Situated in the Khuzestan province and near the historical city of Susa, Chogha Zanbil or Tchogha Zanbil (literally means “Basket Mound”) is an ancient Elamite complex and one of the few existing ziggurats outside of Mesopotamia, built by Elamite king Untash-Napirisha to honor the great god Inshushinak about 1250 BCE.
Registered by UNESCO as a World Heritage Site, the religious capital of Chogha Zanbil includes the ruins of three concentric walls, palaces, temples and a central ziggurat (temple tower), the best preserved and the largest of all the ziggurats of Mesopotamia.
Reflecting the religious ideologies of that time, the monument has been built in seven gates along with several temples and chapels. At the center of the complex, there is a huge square-shape temple called ziggurat dedicated to Elamite divinities with just two floors remained.
Originally built in five stories, the ziggurat is the largest surviving monument of its kind, beyond Babylonia and Assyria, constructed based on the models of the Mesopotamian culture with baked bricks used for the outer facade and unbaked mud adobe for the rest of the building.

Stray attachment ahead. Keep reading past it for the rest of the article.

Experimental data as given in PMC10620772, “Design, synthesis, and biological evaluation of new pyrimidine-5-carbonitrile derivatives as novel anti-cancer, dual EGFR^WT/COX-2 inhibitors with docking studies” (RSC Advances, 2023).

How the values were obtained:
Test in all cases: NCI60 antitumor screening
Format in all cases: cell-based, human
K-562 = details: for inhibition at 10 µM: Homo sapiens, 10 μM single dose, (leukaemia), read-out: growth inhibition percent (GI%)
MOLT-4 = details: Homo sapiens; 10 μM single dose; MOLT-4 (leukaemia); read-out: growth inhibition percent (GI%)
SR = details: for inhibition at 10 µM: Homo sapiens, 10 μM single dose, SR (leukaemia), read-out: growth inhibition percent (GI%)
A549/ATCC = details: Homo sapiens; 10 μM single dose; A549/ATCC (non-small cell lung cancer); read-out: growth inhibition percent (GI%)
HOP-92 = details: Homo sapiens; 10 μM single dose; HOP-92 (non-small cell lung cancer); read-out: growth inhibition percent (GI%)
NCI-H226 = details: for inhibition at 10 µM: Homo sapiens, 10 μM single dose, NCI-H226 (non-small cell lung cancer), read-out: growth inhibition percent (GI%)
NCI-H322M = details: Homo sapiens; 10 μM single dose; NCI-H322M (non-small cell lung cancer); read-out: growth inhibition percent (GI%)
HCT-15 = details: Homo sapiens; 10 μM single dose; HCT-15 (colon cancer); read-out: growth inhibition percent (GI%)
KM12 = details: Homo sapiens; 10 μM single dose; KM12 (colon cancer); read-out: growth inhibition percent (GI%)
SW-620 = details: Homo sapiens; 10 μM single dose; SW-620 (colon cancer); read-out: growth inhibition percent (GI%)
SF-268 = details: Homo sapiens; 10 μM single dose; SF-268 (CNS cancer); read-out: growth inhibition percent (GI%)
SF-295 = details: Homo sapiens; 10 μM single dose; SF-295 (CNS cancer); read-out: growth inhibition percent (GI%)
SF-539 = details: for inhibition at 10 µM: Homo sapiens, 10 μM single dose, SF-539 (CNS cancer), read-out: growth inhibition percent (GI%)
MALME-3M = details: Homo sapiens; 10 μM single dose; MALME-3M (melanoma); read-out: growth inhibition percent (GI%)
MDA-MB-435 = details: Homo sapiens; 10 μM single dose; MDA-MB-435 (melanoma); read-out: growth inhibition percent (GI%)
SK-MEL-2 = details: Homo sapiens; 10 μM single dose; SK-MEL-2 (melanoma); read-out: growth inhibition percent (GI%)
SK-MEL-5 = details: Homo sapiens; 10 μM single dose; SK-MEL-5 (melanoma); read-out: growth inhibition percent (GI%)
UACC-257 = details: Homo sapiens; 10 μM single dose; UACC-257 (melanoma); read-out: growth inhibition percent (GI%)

The main feature of the complex which makes it truly fascinating is the fantastic architecture and fine decoration benefitting from glazed baked bricks, gypsum, ornaments of faience and glass, with Elamites cuneiform inscriptions as well as terracotta statues such as bulls and winged griffins on the entrances.
Although the monument is believed to have been destroyed by the Assyrians, the remains of two panels in ivory mosaic and various items such as heads, statuettes, animals and amulets were found along with five vaulted tombs in the basement of the royal residence.
In addition, an extensive reservoir with a channel of about 50 km long outside the northern rampart used to supply water and a group of three major buildings with large courts surrounded by lengthy halls and rooms were excavated in this area.
For history lovers, visiting the Chogha Zanbil ziggurat as one of the largest and most significant architectural works survived from the Elamites civilization which has been ever recognized is an unforgettable chance to ponder on the grandeur and extraordinary progress of ancient Persia.